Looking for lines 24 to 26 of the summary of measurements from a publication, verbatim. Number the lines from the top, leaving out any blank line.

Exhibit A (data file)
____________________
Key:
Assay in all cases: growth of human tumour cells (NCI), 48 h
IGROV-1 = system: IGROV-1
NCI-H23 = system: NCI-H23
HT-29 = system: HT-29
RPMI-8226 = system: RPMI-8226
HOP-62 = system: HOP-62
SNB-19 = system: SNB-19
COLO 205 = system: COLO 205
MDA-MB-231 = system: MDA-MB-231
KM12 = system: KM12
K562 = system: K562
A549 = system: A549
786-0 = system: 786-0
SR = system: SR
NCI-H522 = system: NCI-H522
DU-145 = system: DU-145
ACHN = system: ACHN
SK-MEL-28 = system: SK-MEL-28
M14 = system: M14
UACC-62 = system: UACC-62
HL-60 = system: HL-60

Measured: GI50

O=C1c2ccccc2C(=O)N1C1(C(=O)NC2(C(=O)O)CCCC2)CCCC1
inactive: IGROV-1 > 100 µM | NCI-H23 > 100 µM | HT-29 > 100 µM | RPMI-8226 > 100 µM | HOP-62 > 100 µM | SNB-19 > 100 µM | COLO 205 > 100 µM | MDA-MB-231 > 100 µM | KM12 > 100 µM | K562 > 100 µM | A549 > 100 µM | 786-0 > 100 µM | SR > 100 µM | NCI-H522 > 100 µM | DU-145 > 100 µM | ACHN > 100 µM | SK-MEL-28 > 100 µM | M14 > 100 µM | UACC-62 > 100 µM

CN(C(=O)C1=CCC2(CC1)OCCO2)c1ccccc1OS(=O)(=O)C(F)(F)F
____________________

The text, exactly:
O=C1c2ccccc2C(=O)N1C1(C(=O)NC2(C(=O)O)CCCC2)CCCC1
inactive: IGROV-1 > 100 µM | NCI-H23 > 100 µM | HT-29 > 100 µM | RPMI-8226 > 100 µM | HOP-62 > 100 µM | SNB-19 > 100 µM | COLO 205 > 100 µM | MDA-MB-231 > 100 µM | KM12 > 100 µM | K562 > 100 µM | A549 > 100 µM | 786-0 > 100 µM | SR > 100 µM | NCI-H522 > 100 µM | DU-145 > 100 µM | ACHN > 100 µM | SK-MEL-28 > 100 µM | M14 > 100 µM | UACC-62 > 100 µM

CN(C(=O)C1=CCC2(CC1)OCCO2)c1ccccc1OS(=O)(=O)C(F)(F)F